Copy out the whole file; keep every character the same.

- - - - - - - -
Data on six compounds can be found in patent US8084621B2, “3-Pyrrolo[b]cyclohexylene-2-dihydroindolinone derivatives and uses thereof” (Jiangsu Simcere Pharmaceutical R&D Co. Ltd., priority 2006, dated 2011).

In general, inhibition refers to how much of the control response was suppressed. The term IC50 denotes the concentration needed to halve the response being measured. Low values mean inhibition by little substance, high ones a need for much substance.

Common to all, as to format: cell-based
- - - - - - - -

Data on six compounds can be found in patent US8084621B2, “3-Pyrrolo[b]cyclohexylene-2-dihydroindolinone derivatives and uses thereof” (Jiangsu Simcere Pharmaceutical R&D Co. Ltd., priority 2006, dated 2011).

In general, inhibition refers to how much of the control response was suppressed. The term IC50 denotes the concentration needed to halve the response being measured. Low values mean inhibition by little substance, high ones a need for much substance.

Common to all, as to format: cell-based